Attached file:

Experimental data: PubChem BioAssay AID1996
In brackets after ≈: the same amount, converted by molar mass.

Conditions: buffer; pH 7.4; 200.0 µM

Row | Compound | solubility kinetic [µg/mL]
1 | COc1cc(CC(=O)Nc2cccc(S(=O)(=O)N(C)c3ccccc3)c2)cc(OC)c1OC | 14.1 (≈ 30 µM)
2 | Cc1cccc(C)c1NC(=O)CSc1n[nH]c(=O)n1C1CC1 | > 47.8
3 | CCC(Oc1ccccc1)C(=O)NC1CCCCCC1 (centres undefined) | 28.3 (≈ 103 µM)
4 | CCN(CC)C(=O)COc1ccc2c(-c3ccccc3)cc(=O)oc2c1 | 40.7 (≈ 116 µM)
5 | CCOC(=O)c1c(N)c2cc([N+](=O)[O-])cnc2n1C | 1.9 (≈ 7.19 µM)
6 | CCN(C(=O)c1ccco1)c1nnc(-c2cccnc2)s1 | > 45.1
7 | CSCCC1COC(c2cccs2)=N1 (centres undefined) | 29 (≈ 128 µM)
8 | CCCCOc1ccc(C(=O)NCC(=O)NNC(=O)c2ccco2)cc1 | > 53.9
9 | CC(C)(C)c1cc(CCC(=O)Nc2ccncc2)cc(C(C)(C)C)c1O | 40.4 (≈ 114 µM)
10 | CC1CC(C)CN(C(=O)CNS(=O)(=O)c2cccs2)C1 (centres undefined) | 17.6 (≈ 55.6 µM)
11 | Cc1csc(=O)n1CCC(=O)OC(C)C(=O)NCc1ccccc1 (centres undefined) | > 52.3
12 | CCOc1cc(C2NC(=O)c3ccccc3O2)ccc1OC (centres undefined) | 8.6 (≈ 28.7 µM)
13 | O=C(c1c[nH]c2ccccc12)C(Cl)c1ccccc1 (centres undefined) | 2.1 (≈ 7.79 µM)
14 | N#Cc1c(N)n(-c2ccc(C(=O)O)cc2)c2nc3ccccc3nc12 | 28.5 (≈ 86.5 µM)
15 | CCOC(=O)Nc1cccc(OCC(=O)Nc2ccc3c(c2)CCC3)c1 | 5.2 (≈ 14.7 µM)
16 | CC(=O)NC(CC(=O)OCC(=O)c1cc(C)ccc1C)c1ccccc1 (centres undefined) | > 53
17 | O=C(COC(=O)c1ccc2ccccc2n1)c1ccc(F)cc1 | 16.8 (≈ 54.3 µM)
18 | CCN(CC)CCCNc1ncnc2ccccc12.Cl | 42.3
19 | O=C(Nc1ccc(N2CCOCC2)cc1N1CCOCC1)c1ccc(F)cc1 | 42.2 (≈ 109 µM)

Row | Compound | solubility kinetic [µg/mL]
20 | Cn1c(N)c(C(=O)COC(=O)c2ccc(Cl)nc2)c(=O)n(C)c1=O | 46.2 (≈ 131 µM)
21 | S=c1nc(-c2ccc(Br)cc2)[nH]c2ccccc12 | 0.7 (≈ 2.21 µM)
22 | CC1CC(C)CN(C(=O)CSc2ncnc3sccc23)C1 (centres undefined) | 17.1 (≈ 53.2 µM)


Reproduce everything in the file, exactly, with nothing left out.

Experimental data: PubChem BioAssay AID1996
In brackets after ≈: the same amount, converted by molar mass.

Conditions: buffer; pH 7.4; 200.0 µM

Row | Compound | solubility kinetic [µg/mL]
1 | COc1cc(CC(=O)Nc2cccc(S(=O)(=O)N(C)c3ccccc3)c2)cc(OC)c1OC | 14.1 (≈ 30 µM)
2 | Cc1cccc(C)c1NC(=O)CSc1n[nH]c(=O)n1C1CC1 | > 47.8
3 | CCC(Oc1ccccc1)C(=O)NC1CCCCCC1 (centres undefined) | 28.3 (≈ 103 µM)
4 | CCN(CC)C(=O)COc1ccc2c(-c3ccccc3)cc(=O)oc2c1 | 40.7 (≈ 116 µM)
5 | CCOC(=O)c1c(N)c2cc([N+](=O)[O-])cnc2n1C | 1.9 (≈ 7.19 µM)
6 | CCN(C(=O)c1ccco1)c1nnc(-c2cccnc2)s1 | > 45.1
7 | CSCCC1COC(c2cccs2)=N1 (centres undefined) | 29 (≈ 128 µM)
8 | CCCCOc1ccc(C(=O)NCC(=O)NNC(=O)c2ccco2)cc1 | > 53.9
9 | CC(C)(C)c1cc(CCC(=O)Nc2ccncc2)cc(C(C)(C)C)c1O | 40.4 (≈ 114 µM)
10 | CC1CC(C)CN(C(=O)CNS(=O)(=O)c2cccs2)C1 (centres undefined) | 17.6 (≈ 55.6 µM)
11 | Cc1csc(=O)n1CCC(=O)OC(C)C(=O)NCc1ccccc1 (centres undefined) | > 52.3
12 | CCOc1cc(C2NC(=O)c3ccccc3O2)ccc1OC (centres undefined) | 8.6 (≈ 28.7 µM)
13 | O=C(c1c[nH]c2ccccc12)C(Cl)c1ccccc1 (centres undefined) | 2.1 (≈ 7.79 µM)
14 | N#Cc1c(N)n(-c2ccc(C(=O)O)cc2)c2nc3ccccc3nc12 | 28.5 (≈ 86.5 µM)
15 | CCOC(=O)Nc1cccc(OCC(=O)Nc2ccc3c(c2)CCC3)c1 | 5.2 (≈ 14.7 µM)
16 | CC(=O)NC(CC(=O)OCC(=O)c1cc(C)ccc1C)c1ccccc1 (centres undefined) | > 53
17 | O=C(COC(=O)c1ccc2ccccc2n1)c1ccc(F)cc1 | 16.8 (≈ 54.3 µM)
18 | CCN(CC)CCCNc1ncnc2ccccc12.Cl | 42.3
19 | O=C(Nc1ccc(N2CCOCC2)cc1N1CCOCC1)c1ccc(F)cc1 | 42.2 (≈ 109 µM)

Row | Compound | solubility kinetic [µg/mL]
20 | Cn1c(N)c(C(=O)COC(=O)c2ccc(Cl)nc2)c(=O)n(C)c1=O | 46.2 (≈ 131 µM)
21 | S=c1nc(-c2ccc(Br)cc2)[nH]c2ccccc12 | 0.7 (≈ 2.21 µM)
22 | CC1CC(C)CN(C(=O)CSc2ncnc3sccc23)C1 (centres undefined) | 17.1 (≈ 53.2 µM)